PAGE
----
(e) Mitigation measures that were considered but rejected, including those that can be accomplished by other agencies, must be discussed, along with the reason for the rejection, within the EA or EIS. If they occur in an EA, their rejection may lead to an EIS, if the resultant unmitigated impacts are significant.
(f) Proponents may request assistance with mitigation from cooperating non-Army agencies, when appropriate. Such assistance is appropriate when the requested agency was a cooperating agency during preparation of a NEPA document, or has the technology, expertise, time, funds, or familiarity with the project or the local ecology necessary to implement the mitigation measure more effectively than the lead agency.
(g) The proponent agency or other appropriate cooperating agency will implement mitigations and other conditions established in the EA or EIS, or commitments made in the FNSI or ROD. Legal documents implementing the action (such as contracts, permits, grants) will specify mitigation measures to be performed. Penalties against a contractor for noncompliance may also be specified as appropriate. Specification of penalties should be fully coordinated with the appropriate legal advisor.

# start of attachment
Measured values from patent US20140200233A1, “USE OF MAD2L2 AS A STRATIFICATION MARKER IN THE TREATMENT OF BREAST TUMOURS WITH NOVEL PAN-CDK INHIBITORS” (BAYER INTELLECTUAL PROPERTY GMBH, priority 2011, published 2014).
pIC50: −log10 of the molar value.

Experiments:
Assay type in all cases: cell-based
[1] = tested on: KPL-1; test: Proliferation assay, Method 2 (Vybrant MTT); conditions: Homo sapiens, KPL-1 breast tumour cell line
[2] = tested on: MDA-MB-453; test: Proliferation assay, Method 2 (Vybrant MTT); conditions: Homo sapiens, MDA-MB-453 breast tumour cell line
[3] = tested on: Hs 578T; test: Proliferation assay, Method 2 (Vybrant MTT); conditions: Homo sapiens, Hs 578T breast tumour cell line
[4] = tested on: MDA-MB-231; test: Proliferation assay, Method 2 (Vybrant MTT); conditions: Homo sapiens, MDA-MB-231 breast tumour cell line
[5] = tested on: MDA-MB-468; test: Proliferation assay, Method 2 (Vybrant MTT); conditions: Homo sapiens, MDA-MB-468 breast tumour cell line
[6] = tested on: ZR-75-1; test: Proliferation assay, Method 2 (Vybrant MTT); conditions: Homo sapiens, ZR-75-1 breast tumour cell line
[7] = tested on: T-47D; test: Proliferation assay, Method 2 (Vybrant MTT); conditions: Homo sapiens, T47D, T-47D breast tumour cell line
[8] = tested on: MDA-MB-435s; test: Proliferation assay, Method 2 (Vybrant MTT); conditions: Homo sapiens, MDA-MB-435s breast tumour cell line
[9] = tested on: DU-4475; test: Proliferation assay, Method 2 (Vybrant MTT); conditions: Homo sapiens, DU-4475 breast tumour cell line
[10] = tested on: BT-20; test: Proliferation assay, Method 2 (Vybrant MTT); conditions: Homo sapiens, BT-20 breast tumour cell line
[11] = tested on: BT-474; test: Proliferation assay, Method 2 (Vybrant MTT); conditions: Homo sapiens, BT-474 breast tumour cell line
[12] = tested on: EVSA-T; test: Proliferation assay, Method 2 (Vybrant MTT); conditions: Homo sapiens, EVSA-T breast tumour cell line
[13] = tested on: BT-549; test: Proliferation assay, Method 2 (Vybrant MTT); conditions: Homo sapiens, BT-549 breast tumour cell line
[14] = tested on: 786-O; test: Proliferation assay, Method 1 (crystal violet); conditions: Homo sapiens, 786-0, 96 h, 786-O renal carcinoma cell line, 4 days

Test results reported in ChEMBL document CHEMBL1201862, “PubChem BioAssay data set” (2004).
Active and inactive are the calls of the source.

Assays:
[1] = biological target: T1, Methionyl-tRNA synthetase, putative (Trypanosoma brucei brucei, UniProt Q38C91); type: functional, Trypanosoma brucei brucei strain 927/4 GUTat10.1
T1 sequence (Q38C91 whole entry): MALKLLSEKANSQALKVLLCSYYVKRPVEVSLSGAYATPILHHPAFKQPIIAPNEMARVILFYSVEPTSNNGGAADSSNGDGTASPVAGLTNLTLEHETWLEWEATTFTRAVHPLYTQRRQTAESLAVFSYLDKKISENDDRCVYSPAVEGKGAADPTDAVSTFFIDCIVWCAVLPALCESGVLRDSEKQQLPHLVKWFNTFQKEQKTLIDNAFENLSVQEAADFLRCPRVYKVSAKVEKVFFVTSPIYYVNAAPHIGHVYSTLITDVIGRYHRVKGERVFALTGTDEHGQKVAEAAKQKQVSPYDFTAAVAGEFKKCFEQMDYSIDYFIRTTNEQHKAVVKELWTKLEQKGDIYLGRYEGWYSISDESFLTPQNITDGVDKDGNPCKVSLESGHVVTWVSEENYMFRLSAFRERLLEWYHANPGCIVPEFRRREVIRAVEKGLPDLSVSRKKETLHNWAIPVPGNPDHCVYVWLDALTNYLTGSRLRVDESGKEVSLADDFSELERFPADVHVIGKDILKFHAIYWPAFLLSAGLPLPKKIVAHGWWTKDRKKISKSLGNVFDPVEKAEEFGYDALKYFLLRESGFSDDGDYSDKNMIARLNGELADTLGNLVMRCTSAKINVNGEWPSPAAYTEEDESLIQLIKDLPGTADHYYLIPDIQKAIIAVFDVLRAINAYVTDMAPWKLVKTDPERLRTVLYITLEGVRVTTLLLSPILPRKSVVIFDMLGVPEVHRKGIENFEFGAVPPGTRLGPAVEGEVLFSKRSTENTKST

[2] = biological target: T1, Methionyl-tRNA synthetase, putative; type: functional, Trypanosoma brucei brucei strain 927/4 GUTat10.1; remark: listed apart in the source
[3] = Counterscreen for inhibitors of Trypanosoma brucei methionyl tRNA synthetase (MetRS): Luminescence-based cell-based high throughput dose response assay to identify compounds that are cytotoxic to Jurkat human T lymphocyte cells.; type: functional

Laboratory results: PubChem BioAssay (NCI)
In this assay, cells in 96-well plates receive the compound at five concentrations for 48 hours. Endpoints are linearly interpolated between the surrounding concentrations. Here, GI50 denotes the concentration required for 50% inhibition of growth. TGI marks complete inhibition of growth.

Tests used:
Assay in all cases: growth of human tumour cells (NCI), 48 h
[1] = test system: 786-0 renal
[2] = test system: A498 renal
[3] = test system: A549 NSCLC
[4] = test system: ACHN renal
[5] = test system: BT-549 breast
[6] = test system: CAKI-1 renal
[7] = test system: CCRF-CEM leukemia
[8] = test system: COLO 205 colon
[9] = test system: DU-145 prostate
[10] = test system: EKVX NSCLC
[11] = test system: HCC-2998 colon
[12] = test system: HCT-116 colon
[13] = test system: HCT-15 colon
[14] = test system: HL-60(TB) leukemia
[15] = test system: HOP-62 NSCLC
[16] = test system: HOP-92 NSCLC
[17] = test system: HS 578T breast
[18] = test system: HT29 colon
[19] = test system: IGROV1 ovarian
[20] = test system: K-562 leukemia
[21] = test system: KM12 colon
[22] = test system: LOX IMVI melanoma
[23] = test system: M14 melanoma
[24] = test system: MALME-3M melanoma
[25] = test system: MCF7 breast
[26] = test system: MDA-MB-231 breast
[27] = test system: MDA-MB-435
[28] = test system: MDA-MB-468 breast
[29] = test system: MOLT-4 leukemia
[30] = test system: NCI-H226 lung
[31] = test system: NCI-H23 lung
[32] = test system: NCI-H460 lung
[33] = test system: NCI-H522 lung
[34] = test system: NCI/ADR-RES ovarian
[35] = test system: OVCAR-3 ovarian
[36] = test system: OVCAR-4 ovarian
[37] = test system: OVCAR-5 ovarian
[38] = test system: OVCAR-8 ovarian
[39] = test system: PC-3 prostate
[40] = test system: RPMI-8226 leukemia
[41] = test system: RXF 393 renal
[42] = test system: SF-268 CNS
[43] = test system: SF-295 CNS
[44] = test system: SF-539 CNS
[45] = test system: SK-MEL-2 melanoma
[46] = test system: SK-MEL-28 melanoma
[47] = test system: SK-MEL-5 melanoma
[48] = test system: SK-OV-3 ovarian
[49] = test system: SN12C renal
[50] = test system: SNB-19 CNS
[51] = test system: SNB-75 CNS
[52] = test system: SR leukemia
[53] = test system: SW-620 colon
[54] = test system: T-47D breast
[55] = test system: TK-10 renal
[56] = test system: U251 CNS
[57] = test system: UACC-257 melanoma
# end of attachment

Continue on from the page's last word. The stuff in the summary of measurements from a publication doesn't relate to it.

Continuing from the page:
(h) A monitoring and enforcement program for any mitigation will be adopted and summarized in the NEPA documentation (see appendix C of this part for guidelines on implementing such a program). Whether adoption of a monitoring and enforcement program is applicable (40 CFR 1505.2(c)) and whether the specific adopted action requires monitoring (40 CFR 1505.3) may depend on the following:
(1) A change in environmental conditions or project activities assumed in the EIS (such that original predictions of the extent of adverse environmental impacts may be too limited);
(2) The outcome of the mitigation measure is uncertain (for example, new technology);
(3) Major environmental controversy remains associated with the selected alternative; or